For the first time since Turkey declared it had launched a military campaign to create an “ISIS-free zone” in Syria following the terror attack in Suruç, Turkey, the Islamic State has initiated a new, alarmingly successful offensive near the Turkish border.

Reuters and Turkish newspaper Hurriyet report that the initiative has begun north of Aleppo, Syria, and has targeted Syrian opposition groups. ISIS has this week captured a border village, Umm Hosh, and killed dozens with four car bombs in the town of Marea, according to the watchdog Syrian Observatory for Human Rights. “The situation in northern Aleppo is bad,” said one rebel fighter, referring to the province of Aleppo in which the Marea and Umm Hosh incidents occurred.

In response to the attack, Pentagon spokesman John Kirby emphasized that the White House believes Turkey is committed to fighting the Islamic State:

Everybody is focused on the ISIL threat inside Syria, and Turkey has itself said that is where the locus of its energy will be applied. We continue to have conversations with them about how best to bolster security in the region and how to achieve a common objective. We’ve also been very clear that we’re not interested in doing anything that’s going to change the territorial integrity of Syria.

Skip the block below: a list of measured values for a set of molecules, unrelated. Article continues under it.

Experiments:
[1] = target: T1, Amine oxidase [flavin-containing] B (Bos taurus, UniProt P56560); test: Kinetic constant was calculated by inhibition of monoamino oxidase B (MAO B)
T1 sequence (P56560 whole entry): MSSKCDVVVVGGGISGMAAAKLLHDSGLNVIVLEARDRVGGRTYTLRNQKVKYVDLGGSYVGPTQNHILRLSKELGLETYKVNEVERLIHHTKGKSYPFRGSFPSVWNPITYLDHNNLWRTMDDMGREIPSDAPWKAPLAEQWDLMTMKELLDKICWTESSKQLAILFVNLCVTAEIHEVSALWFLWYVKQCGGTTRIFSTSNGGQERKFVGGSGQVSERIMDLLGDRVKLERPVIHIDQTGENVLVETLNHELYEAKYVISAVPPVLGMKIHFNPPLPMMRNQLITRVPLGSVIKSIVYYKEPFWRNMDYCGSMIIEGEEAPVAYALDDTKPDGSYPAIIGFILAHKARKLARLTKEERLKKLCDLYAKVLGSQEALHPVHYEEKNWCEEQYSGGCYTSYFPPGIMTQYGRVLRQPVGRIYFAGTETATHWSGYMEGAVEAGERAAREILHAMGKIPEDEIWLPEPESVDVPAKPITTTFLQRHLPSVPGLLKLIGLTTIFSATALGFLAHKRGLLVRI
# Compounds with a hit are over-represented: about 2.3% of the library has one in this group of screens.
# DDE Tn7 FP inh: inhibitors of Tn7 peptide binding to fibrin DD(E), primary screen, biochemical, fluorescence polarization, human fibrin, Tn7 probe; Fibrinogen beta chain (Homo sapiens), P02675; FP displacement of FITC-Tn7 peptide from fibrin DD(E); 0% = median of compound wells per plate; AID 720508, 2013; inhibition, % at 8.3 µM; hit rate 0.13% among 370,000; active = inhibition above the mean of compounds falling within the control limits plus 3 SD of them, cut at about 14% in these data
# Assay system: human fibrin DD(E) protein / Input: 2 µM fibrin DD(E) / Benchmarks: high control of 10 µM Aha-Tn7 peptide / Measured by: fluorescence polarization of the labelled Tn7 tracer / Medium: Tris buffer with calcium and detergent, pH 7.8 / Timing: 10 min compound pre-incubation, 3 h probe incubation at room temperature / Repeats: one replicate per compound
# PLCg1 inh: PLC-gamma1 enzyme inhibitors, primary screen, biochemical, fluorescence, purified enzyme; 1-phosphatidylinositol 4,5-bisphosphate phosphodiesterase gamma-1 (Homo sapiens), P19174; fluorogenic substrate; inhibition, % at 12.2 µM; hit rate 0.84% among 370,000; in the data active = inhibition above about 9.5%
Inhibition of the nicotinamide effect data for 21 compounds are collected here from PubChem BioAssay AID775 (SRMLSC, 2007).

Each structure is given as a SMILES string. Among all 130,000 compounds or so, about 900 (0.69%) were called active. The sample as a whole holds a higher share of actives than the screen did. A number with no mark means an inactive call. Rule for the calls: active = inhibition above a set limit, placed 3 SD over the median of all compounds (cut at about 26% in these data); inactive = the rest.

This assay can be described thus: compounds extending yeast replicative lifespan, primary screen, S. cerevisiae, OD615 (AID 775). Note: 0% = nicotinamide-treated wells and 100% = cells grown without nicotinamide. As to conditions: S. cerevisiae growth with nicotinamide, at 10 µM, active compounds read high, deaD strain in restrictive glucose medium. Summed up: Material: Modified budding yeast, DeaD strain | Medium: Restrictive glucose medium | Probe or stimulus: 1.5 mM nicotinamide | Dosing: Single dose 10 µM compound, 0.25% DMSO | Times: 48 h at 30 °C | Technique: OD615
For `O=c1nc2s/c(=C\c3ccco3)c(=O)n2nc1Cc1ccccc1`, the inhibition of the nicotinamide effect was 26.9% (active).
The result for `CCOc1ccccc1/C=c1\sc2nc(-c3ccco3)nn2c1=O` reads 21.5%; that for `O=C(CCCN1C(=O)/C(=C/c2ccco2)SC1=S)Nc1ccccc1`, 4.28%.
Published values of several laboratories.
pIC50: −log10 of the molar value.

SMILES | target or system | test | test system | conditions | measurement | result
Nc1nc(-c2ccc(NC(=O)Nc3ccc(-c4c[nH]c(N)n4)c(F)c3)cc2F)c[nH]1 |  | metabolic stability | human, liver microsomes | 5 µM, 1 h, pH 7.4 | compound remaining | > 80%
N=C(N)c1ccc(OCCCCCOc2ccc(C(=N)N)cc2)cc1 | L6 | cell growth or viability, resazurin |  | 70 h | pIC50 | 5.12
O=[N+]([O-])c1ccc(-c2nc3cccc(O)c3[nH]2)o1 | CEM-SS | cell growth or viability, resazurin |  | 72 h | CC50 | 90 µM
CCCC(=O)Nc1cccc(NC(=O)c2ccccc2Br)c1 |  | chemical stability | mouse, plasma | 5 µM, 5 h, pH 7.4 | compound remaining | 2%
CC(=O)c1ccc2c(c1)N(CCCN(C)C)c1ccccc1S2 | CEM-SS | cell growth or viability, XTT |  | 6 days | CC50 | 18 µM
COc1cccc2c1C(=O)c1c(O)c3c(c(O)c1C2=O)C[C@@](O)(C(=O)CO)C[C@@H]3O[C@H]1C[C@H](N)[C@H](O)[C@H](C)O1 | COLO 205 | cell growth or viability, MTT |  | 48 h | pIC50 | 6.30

Another Pentagon spokesman, Maj. James Brindle, told state-run Turkish outlet Anadolu Agency that the United State has “requested Turkey not to undertake independent counter-ISIL strikes in Syria, to ensure safe air operations for the coalition in dense airspace.” That statement follows an incident reported by Fox News yesterday in which Turkish air force officials gave American troops in Iraq only ten minutes to evacuate before an airstrike, nearly killing several American soldiers and putting in danger members of the Kurdish Iraqi Peshmerga, who were training with the American troops.

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